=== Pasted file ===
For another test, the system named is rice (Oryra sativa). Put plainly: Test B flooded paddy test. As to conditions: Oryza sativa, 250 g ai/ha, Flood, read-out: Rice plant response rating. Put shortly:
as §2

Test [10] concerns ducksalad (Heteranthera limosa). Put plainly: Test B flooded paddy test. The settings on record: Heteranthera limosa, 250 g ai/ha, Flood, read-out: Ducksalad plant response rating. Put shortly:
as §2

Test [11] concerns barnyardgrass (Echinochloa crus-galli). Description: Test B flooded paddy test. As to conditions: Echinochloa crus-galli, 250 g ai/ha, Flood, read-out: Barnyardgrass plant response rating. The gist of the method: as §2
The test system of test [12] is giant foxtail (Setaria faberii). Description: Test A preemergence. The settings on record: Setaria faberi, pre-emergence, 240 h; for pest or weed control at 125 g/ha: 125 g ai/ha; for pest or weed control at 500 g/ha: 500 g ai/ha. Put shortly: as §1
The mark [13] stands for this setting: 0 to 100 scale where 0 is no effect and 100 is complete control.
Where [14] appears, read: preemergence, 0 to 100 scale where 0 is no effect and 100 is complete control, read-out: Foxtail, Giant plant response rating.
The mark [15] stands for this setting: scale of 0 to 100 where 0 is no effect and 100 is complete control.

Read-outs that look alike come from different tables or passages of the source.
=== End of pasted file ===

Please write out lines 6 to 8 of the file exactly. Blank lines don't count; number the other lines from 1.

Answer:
The test system of test [12] is giant foxtail (Setaria faberii). Description: Test A preemergence. The settings on record: Setaria faberi, pre-emergence, 240 h; for pest or weed control at 125 g/ha: 125 g ai/ha; for pest or weed control at 500 g/ha: 500 g ai/ha. Put shortly: as §1
The mark [13] stands for this setting: 0 to 100 scale where 0 is no effect and 100 is complete control.
Where [14] appears, read: preemergence, 0 to 100 scale where 0 is no effect and 100 is complete control, read-out: Foxtail, Giant plant response rating.